China to begin trial for alleged Taiwanese spy who lived in Prague

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China is about to start a trial with a Taiwanese man who was detained last April by Chinese security services and accused of espionage. According to the Chinese Global Times daily, the man used to work as a researcher in Prague, and he has already confessed to espionage. However, Taiwan stated that the confession was forced and accused China of intentionally damaging mutual relations, according to Czech news portal Novinky

The Global Times reported that Cheng Yu-chin, born in 1977, has been operating in Prague since 2004. In 2015, he founded the EU-China Economics & Politics Institute, which, according to its website, is still in Prague, with Cheng Yu-chin listed as the director of the institute.

The Chinese state newspaper wrote that the Taiwanese man admitted that he was “deliberately trying to get the attention of the Taiwanese secret services” in Prague. And according to the Global Times, he succeeded. Cheng allegedly became a Taiwanese agent with the task of gathering information, recruiting agents from the ranks of Chinese citizens, and, above all, “damaging the diplomatic relations of the People’s Republic of China with other countries,” including the Czech Republic.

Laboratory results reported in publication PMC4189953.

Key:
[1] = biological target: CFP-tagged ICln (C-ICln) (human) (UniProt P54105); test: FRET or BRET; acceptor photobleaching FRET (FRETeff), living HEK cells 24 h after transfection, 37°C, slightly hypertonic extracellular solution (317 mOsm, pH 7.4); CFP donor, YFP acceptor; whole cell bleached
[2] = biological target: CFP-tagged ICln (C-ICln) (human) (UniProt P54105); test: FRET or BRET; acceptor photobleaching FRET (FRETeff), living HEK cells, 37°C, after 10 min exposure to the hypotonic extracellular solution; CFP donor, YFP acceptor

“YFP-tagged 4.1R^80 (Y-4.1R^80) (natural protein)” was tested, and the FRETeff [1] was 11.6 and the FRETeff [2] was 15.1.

Yu-chin, who is reportedly a member of Taiwan’s ruling Democratic Progressive Party (DPP), visited mainland China four times between 2011 and 2013 as an academic, according to a Chinese state newspaper. He allegedly passed on information to the Taiwanese secret services about the people he had met in the country.

At the beginning of 2019, according to the Chinese daily, Cheng spread “unsubstantiated” information that the Chinese living in the Czech Republic were “Chinese spies.” According to the Global Times, the alleged Taiwanese spy also managed to infiltrate Chinese diplomatic circles in the Czech Republic and gather information about their members.

The Global Times reported that Chinese authorities detained Cheng in mainland China in April 2019 on suspicion of espionage. He is now on trial after 18 months in custody.

In a confession, which Taiwanese authorities say was forced, Cheng said he had set up an institute in Prague to “attend international conferences and collect more intelligence.”

According to the DPA news agency, Taiwan strongly opposed the report by the Chinese media about an alleged spy operating in Prague. Taipei then condemned the case, adding that China is deliberately trying to damage mutual relations.

This year, relations between Taiwan and the Czech Republic have become the subject of interest due to the trip of Senate President Miloš Vystrčil to Taiwan. China strongly protested against his visit to Taiwan, say the Czech Republic would “pay a high price”, and so did Czech President Miloš Zeman and Prime Minister Andrej Babiš.

Title image: In this image made from video, Johnson Chiang, the Director-General of European Affairs for Taiwan’s Ministry of Foreign Affairs, speaks during a press conference in Taipei, Taiwan, Tuesday, Oct. 13, 2020. Taiwan on Tuesday dismissed new spying allegations by China as a further attempt to smear the government of the self-governing island democracy that Beijing claims as its own territory. (AP Photo)

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